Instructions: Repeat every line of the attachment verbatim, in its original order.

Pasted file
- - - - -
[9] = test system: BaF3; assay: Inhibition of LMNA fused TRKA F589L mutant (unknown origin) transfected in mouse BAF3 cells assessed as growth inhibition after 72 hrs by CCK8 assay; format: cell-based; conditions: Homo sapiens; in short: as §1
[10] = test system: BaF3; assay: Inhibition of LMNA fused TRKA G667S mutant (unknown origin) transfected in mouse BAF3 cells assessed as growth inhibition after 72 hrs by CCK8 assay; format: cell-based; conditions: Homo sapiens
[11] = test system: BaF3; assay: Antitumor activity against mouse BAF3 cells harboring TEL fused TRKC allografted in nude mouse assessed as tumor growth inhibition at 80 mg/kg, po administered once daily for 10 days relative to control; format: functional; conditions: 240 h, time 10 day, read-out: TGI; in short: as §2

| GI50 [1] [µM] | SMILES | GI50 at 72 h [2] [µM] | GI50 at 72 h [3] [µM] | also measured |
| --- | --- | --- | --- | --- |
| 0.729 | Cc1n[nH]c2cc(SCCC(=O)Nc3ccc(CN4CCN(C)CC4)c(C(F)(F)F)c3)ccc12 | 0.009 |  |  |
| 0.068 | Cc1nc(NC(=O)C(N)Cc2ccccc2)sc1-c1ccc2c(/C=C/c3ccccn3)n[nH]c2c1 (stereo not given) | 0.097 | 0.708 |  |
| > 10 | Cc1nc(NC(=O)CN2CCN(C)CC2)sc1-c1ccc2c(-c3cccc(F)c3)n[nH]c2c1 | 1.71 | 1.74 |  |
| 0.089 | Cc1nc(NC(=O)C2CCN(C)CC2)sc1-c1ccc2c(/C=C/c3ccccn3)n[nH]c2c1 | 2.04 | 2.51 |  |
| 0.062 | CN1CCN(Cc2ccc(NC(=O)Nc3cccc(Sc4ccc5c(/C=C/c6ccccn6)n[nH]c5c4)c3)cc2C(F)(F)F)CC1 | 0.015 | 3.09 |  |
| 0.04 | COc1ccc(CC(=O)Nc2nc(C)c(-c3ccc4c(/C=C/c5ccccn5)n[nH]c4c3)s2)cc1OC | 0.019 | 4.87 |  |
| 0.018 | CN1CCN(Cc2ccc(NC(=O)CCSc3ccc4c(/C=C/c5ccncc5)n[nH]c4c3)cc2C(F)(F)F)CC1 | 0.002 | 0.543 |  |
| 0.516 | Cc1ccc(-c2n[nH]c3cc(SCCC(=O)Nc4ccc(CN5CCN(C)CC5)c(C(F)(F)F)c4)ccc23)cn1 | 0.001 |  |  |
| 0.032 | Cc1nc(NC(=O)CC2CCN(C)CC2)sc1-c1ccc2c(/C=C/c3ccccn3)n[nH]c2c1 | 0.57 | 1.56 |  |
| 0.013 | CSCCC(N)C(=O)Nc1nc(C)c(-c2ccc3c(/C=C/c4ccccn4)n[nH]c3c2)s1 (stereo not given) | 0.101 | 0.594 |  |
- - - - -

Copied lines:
[9] = test system: BaF3; assay: Inhibition of LMNA fused TRKA F589L mutant (unknown origin) transfected in mouse BAF3 cells assessed as growth inhibition after 72 hrs by CCK8 assay; format: cell-based; conditions: Homo sapiens; in short: as §1
[10] = test system: BaF3; assay: Inhibition of LMNA fused TRKA G667S mutant (unknown origin) transfected in mouse BAF3 cells assessed as growth inhibition after 72 hrs by CCK8 assay; format: cell-based; conditions: Homo sapiens
[11] = test system: BaF3; assay: Antitumor activity against mouse BAF3 cells harboring TEL fused TRKC allografted in nude mouse assessed as tumor growth inhibition at 80 mg/kg, po administered once daily for 10 days relative to control; format: functional; conditions: 240 h, time 10 day, read-out: TGI; in short: as §2

| GI50 [1] [µM] | SMILES | GI50 at 72 h [2] [µM] | GI50 at 72 h [3] [µM] | also measured |
| --- | --- | --- | --- | --- |
| 0.729 | Cc1n[nH]c2cc(SCCC(=O)Nc3ccc(CN4CCN(C)CC4)c(C(F)(F)F)c3)ccc12 | 0.009 |  |  |
| 0.068 | Cc1nc(NC(=O)C(N)Cc2ccccc2)sc1-c1ccc2c(/C=C/c3ccccn3)n[nH]c2c1 (stereo not given) | 0.097 | 0.708 |  |
| > 10 | Cc1nc(NC(=O)CN2CCN(C)CC2)sc1-c1ccc2c(-c3cccc(F)c3)n[nH]c2c1 | 1.71 | 1.74 |  |
| 0.089 | Cc1nc(NC(=O)C2CCN(C)CC2)sc1-c1ccc2c(/C=C/c3ccccn3)n[nH]c2c1 | 2.04 | 2.51 |  |
| 0.062 | CN1CCN(Cc2ccc(NC(=O)Nc3cccc(Sc4ccc5c(/C=C/c6ccccn6)n[nH]c5c4)c3)cc2C(F)(F)F)CC1 | 0.015 | 3.09 |  |
| 0.04 | COc1ccc(CC(=O)Nc2nc(C)c(-c3ccc4c(/C=C/c5ccccn5)n[nH]c4c3)s2)cc1OC | 0.019 | 4.87 |  |
| 0.018 | CN1CCN(Cc2ccc(NC(=O)CCSc3ccc4c(/C=C/c5ccncc5)n[nH]c4c3)cc2C(F)(F)F)CC1 | 0.002 | 0.543 |  |
| 0.516 | Cc1ccc(-c2n[nH]c3cc(SCCC(=O)Nc4ccc(CN5CCN(C)CC5)c(C(F)(F)F)c4)ccc23)cn1 | 0.001 |  |  |
| 0.032 | Cc1nc(NC(=O)CC2CCN(C)CC2)sc1-c1ccc2c(/C=C/c3ccccn3)n[nH]c2c1 | 0.57 | 1.56 |  |
| 0.013 | CSCCC(N)C(=O)Nc1nc(C)c(-c2ccc3c(/C=C/c4ccccn4)n[nH]c3c2)s1 (stereo not given) | 0.101 | 0.594 |  |